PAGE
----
A fellow recently asked me for advice about running a Ruby workshop. And folks, I had forgotten I knew so much about it before he asked!
Before Rebuilding Rails had a video class, I had written a lot of the material for Rebuilding Rails workshops that I gave at Southeast Ruby and at Railsconf. I...
A gentleman on Twitter suggested that to make a new SaaS app, you should do these things:
This is pretty good...
I started working for myself at the beginning of February, after taking a month off. For close to eight years I sold my book as essentially a hobby business. It made around $40,000 over those years, which certainly isn’t terrible. It’s been doing slightly better since I started actually putting time...
My favorite article on salary negotiation of all time talks about “fully-loaded costs” of an employee. The idea is that when figuring what it costs a company to employ an engineer (or whoever) it’s short-sighted to just take their salary and multiply by time. Patrick suggests that “a reasonable guesstimate is between 150% and 200% of their salary” and that the “extra” tends upward as salary does. Of course it depends on benefits and whatnot.
Many people think that’s complete baloney. Specifically, they tend to think that the “extra” is fixed (e.g. $30k extra,) rather than a large and increasing percent of salary.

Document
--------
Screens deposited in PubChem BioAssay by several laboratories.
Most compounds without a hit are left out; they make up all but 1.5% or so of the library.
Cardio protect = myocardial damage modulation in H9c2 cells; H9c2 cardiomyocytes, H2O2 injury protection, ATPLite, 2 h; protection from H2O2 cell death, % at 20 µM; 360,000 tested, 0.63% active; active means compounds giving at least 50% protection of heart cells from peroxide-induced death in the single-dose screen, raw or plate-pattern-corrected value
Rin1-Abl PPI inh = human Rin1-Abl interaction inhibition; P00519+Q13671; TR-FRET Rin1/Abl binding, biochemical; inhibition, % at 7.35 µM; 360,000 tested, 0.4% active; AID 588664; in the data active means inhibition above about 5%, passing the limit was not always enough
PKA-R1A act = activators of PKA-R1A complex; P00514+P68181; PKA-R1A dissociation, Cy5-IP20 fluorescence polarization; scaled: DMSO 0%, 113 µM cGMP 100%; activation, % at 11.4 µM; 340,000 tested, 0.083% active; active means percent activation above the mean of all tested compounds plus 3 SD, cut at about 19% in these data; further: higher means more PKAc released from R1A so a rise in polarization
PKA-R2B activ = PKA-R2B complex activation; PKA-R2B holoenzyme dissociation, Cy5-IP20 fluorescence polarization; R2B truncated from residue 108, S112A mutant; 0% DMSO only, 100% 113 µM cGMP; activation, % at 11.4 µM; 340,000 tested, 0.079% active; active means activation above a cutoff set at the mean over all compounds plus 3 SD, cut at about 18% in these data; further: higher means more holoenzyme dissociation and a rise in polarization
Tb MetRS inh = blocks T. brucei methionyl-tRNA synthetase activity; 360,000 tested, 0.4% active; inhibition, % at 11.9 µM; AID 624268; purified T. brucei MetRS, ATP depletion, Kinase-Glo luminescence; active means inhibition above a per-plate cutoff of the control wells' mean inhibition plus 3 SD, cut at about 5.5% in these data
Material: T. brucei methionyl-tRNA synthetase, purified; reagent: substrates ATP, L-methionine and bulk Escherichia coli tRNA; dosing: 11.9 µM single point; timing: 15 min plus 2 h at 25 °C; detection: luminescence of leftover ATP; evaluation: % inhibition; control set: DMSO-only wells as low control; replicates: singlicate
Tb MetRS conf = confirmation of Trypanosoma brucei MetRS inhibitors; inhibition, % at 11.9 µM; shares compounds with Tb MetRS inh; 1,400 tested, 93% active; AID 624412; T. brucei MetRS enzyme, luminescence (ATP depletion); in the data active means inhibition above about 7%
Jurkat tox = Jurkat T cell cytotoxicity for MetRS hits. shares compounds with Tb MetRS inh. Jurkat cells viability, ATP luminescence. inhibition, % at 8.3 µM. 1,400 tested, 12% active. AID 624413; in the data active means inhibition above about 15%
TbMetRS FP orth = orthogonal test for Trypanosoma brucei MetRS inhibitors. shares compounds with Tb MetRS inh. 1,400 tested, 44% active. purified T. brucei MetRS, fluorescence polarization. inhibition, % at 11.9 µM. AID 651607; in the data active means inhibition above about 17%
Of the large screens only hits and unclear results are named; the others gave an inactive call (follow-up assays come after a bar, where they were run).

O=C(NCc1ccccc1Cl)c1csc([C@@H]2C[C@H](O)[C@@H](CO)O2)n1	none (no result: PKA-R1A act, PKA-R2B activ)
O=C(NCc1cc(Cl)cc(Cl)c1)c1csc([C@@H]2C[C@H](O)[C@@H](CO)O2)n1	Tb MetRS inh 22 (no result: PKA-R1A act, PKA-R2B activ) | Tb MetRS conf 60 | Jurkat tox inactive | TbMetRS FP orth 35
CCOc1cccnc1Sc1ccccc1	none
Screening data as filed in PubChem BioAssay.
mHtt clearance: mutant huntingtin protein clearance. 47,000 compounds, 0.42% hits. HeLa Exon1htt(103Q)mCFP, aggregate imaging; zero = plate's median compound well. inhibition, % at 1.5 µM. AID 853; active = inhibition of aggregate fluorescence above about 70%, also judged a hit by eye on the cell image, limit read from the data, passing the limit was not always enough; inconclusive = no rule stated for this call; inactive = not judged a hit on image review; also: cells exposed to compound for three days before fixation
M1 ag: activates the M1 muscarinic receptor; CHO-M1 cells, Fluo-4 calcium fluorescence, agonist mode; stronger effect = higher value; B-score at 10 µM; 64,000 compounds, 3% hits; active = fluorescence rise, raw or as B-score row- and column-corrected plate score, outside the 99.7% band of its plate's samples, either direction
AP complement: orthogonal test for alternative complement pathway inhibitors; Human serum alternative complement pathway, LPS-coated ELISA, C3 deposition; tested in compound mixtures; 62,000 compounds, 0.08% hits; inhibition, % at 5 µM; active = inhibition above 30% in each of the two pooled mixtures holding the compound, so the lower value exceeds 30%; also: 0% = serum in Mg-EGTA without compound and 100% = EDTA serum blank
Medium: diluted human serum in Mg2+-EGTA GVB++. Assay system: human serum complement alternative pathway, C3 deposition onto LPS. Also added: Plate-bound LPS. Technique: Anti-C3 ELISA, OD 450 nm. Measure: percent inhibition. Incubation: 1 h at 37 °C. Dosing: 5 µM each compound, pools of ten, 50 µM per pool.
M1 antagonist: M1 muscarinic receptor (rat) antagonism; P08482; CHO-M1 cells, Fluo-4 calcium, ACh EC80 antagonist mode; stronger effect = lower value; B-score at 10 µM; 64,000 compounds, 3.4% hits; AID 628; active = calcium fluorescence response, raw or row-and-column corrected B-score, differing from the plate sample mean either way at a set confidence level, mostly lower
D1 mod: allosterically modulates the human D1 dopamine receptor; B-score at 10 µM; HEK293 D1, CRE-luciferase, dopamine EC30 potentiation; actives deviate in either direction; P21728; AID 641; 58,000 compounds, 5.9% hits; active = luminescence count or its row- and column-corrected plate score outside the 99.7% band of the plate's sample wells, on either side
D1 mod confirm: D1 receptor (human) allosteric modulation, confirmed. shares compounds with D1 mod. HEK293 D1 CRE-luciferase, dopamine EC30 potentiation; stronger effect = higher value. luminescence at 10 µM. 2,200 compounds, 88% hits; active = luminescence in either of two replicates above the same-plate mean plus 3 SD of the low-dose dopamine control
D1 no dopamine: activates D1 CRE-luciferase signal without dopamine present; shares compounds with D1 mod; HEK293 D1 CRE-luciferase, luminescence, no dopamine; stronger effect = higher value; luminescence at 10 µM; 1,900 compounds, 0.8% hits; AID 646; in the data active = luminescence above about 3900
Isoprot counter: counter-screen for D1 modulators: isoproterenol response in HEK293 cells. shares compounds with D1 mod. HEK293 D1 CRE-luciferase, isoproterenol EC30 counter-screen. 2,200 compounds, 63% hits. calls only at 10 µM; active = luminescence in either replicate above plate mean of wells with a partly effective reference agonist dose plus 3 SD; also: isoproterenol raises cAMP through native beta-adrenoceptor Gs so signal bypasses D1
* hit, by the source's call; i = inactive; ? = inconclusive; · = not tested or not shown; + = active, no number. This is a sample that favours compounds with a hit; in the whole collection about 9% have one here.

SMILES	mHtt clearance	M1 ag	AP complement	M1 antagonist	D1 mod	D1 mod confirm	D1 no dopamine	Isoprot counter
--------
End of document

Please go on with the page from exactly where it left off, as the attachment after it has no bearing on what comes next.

But when you’re negotiating salary, or otherwise asking, “what does an employee’s time cost a company?” he’s right. Let me explain why.
Occasionally, you’ll see people put up a “why you should hire me” page, such as the one that got Jason Zimdars a gig at 37signals. These pages are effectively sales pages for people, though they read a little differently from a sales page for a book.
(If you don’t believe that a “hire me” page is a sales page, I recommend reading a bit more Patrick McKenzie.)
Most frequently you see pages for less-established entry-level people — people who try using a sales page because they have to, not because they want to.
And I thought, “hey, what if I tried that?” As a great fictitious man once said, “we try things. Occasionally they even work.”
Hey, tech companies. Hey, engineers working at tech companies.
There’s a great post by Chad Fowler going around with a job description for an engineer we’d all love to work with.
He says he can’t find any of those engineers to hire. Spoiler: neither can your company. I’m going to tell you why not, and what it would take to fix it.
If you’re new to Ruby on Rails, you may be new to the old debates (pro and con) about how “Rails doesn’t scale.” You might wonder why people say that, or where it came from.
Let’s talk about that.
As far as “Rails Doesn’t Scale”, the main arguments go something like:
This isn’t actually a scaling argument. But it’s true that Ruby is slow. Not 50x any more, closer to 5x (up to maybe 20x), but still, that’s not terribly speedy.
Rails doesn’t help Ruby here. A lot of the metaprogramming techniques it uses are among the slowest things Ruby does. I wrote a book about how Rails uses those techniques called Rebuilding Rails. They’re awesome, but they’re not speedy.